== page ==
I personally think that it is a waste of a perfectly good bottle of malt whisky, but my friends are raving about it!
The last time, not the most recent time, but the time before that, my brother, Richard asked us to bring down a bottle of whisky – a good quality single malt would do. A friend of his had given him a recipe for something that sounds like a whisky liqueur. Apparently one was supposed to collect a bowl full of blackberries and soak them in the whisky for six months or more, adding a few spices like cinnamon. After six moths or more, one was then supposed to strain the mush and put the liquid back into the whisky bottle.
I guess his wife was not prepared to surrender the house-keeping money to purchase the whisky, so he persuaded us to do so. I handed over the bottle on the last visit and didn’t give it a second thought.
On our recent visit home – Rugby – once Richard knew we had arrived at my mum’s, he must have grabbed the whisky bottle and ran round. Yes – he takes a while to respond to a request to replace a popped light bulb, but when Joe and Mel arrive and he has a treasure to share with them – he is there in an instant (my mother’s words – not mine!).
So there he is, with the bottle – blackberries steeped in whisky and strained and stuff. He hunts through the cupboards to find enough glasses. Incidentally, my mother has a tee-total visitor sitting on the sofa. The lady downstairs comes up on an evening and they read the Bible together and pray. She graciously accepts a glass and as she takes the first sip something like delight spreads across her face. Apparently after we had gone she wheedled a second glass out of my mother!
On Thursday night, after we had finished a mid-week fellowship meeting, Joe dug out the bottle. Just about everyone agreed it was the nicest thing they had drunk. Unlike most liqueurs, it wasn’t sweet and sticky, but quite light and refreshing. They asked me if my brother was going into mass production!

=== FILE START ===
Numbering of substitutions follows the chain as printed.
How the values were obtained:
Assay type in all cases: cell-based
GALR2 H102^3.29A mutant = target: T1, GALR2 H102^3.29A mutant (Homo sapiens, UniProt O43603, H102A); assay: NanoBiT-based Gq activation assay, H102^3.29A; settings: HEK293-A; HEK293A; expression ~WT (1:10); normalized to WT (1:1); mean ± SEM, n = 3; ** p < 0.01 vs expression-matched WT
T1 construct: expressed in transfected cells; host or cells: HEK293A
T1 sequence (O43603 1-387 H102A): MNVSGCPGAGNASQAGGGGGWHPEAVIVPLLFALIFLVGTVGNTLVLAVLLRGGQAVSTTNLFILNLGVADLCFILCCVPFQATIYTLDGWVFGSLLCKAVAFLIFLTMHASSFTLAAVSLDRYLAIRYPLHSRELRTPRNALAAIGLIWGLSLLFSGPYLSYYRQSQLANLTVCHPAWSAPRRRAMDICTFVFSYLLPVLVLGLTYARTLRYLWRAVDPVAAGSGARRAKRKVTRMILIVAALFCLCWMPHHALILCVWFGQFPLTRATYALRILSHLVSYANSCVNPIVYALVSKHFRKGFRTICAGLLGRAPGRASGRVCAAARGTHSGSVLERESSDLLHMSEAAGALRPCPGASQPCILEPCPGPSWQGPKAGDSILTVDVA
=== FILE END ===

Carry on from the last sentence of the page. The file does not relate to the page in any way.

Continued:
I have talked before about my brother’s diving-in mentality. If I had been given the recipe, I would have thought about doing it. I might even have bought the whisky and picked the blackberries. But when it came down to actually doing it – I would probably chickened out! I would have thought of the million reasons why I shouldn’t and never got the venture off the ground!
There are so many experiences where I “wait and see” and I end up not doing it. My sister in law, Richard’s wife, asked me whether any of the rest of the family were like Richard. There was never an opportunity that he let slip by. There is never a “wait and see” for him, but he just dives in. He squeezes life dry of every drop of enjoyment. Like the yoghurt advert says - he is licking the lid of life! I am sure there are one or two regrets along the way when things don’t work out – but equally he will never have to say “I wish I had done that.” He doesn’t play safe!
As ever I find that very challenging and I am trying to stop myself from playing safe. Right now there’s a whole list of things that I have to say “I wish I had done that.”
I aim to make in-roads into the list!